MPP: They have a great team, one that challenges us to be at our best every time. We are each other’s source of motivation, and I believe the rivalry is what has made women’s hockey become so much better, and why little girls are now developing skills and strength like never before.

MES: Are any of you friendly with members of the U.S. team off the ice? Is that even possible?

MPP: We are. A lot of us have been teammates on college or pro teams. We’re cordial off the ice and have forged friendships. We share the same passion and we’re the best of our kind, so obviously it’s hard to dislike them. But once the puck drops, all love is lost. We hate to lose to them.

MES: Looking ahead, what’s your wish for women’s hockey?

MPP: We’ve come so far already. Last year I was at our league’s All-Star Game in Toronto, and I looked up in the stands during the warm-up and saw little kids wearing hockey jerseys with my name on the back. I thought, “Wow, they’re not wearing a Crosby or McDavid jersey, they’re wearing a woman’s name instead.”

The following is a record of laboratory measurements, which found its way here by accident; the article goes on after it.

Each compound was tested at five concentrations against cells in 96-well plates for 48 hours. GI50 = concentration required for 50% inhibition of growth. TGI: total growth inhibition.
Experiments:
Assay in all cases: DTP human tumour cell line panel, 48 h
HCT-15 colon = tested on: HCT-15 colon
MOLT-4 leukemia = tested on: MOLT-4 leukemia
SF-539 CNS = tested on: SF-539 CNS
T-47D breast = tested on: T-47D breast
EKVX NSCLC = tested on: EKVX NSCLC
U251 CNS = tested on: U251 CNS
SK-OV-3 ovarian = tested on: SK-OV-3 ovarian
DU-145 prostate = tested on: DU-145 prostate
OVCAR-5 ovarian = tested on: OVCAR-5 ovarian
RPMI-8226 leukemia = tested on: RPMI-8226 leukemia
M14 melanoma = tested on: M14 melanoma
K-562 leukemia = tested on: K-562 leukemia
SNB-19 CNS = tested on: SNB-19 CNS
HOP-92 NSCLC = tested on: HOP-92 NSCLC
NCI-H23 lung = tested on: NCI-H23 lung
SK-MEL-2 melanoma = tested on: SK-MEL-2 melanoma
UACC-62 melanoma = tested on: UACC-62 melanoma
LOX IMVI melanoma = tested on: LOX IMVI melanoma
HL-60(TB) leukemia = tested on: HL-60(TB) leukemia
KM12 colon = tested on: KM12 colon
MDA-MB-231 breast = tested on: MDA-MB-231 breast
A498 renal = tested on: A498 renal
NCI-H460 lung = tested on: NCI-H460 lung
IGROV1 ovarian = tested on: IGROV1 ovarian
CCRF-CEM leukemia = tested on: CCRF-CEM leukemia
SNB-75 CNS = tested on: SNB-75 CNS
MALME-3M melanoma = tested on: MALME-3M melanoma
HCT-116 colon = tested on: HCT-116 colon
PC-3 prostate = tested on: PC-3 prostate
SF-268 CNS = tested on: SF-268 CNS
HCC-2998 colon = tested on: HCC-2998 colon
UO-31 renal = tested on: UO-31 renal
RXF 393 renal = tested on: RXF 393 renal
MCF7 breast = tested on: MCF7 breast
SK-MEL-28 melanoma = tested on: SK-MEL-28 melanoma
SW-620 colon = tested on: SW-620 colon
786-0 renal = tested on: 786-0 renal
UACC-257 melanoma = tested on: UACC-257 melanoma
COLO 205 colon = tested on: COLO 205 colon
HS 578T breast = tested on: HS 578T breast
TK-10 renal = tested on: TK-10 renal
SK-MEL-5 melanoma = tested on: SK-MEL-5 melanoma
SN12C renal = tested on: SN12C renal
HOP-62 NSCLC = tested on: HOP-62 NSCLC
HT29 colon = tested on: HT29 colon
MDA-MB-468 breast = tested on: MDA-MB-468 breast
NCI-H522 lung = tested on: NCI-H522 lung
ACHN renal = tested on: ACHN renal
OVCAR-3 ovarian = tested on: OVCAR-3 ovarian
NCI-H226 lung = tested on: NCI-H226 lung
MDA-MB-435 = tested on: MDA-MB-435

Several companies like Bauer have really stepped up their game in making female players part of their campaigns. We still have a long way to go, however, and I’m hoping to be part of that movement so that the generation after me can be paid to play and not have to work odd jobs just to make ends meet.

MES: What makes a good captain?

MPP: I believe there can be different types of leaders. For me, it’s really about leading by example. I pride myself on putting my best foot forward every single day. I believe it’s the best way to earn your teammates’ respect and build trust. They know they can count on me being ready in big moments because I never took a day or a shift off in the past. I’m not a huge talker, so I let my actions speak for themselves.

MES: What do you love most about your sport?

MPP: Hockey demands strength, agility, finesse, intelligence, and power all in the same 45-second shift. What more could you ask of a sport? People say we’re biased because we’re Canadian, but hockey really is the most beautiful sport in the world.